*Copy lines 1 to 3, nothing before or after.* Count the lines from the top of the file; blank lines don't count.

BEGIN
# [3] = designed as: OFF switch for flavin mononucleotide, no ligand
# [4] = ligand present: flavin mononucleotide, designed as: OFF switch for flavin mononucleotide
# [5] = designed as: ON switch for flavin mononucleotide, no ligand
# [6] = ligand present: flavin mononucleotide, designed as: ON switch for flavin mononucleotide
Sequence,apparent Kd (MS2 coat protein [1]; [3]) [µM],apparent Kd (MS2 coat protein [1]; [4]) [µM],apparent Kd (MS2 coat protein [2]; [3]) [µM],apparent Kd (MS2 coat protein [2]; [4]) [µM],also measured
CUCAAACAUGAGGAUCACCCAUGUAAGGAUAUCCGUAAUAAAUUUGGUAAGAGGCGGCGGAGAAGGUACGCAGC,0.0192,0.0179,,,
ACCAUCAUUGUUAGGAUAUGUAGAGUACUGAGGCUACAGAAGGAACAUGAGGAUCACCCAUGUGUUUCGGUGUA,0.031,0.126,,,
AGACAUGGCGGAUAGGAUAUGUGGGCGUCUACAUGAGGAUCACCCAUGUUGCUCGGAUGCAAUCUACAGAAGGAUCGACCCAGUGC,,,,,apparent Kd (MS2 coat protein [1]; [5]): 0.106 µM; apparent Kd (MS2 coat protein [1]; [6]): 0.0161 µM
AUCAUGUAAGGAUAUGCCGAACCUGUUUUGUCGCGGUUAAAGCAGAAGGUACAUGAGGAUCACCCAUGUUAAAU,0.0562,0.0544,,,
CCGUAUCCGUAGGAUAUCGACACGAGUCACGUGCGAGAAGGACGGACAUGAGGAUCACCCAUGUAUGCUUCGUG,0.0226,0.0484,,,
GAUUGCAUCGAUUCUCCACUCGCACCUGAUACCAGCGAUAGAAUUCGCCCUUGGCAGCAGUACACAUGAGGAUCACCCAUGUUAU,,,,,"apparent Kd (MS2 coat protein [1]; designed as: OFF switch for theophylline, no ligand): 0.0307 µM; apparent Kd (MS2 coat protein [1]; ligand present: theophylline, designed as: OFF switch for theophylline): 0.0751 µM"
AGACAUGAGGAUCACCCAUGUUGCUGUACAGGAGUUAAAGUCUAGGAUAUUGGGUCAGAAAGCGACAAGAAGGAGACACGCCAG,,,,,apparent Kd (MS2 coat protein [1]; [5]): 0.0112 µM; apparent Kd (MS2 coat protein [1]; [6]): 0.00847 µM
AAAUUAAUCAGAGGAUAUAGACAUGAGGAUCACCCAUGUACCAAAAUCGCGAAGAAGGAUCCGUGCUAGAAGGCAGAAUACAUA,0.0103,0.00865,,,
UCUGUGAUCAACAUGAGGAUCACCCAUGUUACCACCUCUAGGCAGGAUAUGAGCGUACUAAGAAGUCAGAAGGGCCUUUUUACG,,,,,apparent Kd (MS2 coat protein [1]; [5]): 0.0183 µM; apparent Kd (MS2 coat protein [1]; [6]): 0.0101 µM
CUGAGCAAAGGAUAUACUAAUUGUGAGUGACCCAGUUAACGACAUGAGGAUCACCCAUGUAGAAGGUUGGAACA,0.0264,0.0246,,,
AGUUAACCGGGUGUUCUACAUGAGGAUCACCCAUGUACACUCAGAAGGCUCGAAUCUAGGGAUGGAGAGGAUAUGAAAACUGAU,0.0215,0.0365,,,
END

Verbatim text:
# [3] = designed as: OFF switch for flavin mononucleotide, no ligand
# [4] = ligand present: flavin mononucleotide, designed as: OFF switch for flavin mononucleotide
# [5] = designed as: ON switch for flavin mononucleotide, no ligand